Sinn Fein: “We need to present a clear, coherent and credible programme for Government, based on an alternative model of social and economic development, that offers people well paid secure employment, high quality public and community services, fair and adequate taxation – all rooted in a strategy for economic growth that is environmentally sustainable and socially just.”

Rory Hearne:   “There is, despite the caricatures of division, much ground for agreement on policy amongst the diverse groups, for example, reversing water and household charges and austerity hitting the most vulnerable, standing up to the EU on Ireland’s debt, a write-down of mortgage arrears, a living wage, proper public health, housing, education and delivering human rights for all, direct democracy returning power to local areas and communities and a state and indigenous-led economic strategy away from overreliance on foreign multinationals, wealth taxes, expressing solidarity with Greece for a European debt conference and much more.”

The joint statement of the Anti-Austerity Alliance, People before Profit and others is:

“. . . committing to oppose and organise to fight against any more austerity and for an immediate reversal of key austerity measures such as water charges, property tax, USC for those on average or low incomes, health, education and welfare cuts. It also means developing a strategy for repudiation of the bankers’ debt; for a write-down of residential mortgages; for taxation of wealth and big business profits; and against privatisation of public services and natural resources.  Instead of putting money into bank debt, we think there should be public investment in housing, healthcare, education, childcare, public transport, water services, renewable energy and environmental protection – as the start of re-orienting economic activity to meet social need and provide useful work for young people and the unemployed.”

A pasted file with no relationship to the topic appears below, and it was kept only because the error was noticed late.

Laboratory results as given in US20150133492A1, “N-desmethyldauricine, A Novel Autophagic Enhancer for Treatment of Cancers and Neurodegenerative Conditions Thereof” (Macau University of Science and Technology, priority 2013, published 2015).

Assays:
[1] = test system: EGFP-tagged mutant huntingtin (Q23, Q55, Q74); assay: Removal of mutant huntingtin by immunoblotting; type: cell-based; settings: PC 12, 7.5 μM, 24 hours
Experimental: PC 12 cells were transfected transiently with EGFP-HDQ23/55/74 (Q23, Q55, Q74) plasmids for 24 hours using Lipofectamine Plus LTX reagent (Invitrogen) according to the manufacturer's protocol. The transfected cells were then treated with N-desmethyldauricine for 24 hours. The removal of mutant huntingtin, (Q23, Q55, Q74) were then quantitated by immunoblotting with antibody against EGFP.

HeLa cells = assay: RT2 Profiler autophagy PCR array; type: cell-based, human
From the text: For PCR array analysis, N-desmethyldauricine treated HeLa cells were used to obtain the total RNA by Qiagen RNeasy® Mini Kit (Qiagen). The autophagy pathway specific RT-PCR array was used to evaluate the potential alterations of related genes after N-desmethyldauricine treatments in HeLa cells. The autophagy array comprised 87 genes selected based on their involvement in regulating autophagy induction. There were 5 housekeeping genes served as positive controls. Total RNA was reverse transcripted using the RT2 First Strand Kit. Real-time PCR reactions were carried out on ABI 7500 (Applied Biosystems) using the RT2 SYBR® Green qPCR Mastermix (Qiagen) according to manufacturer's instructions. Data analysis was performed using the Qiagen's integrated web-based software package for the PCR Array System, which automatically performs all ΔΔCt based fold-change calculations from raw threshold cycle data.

So if there is broad agreement on a radical but not revolutionary policy there is also broad agreement on how to implement it.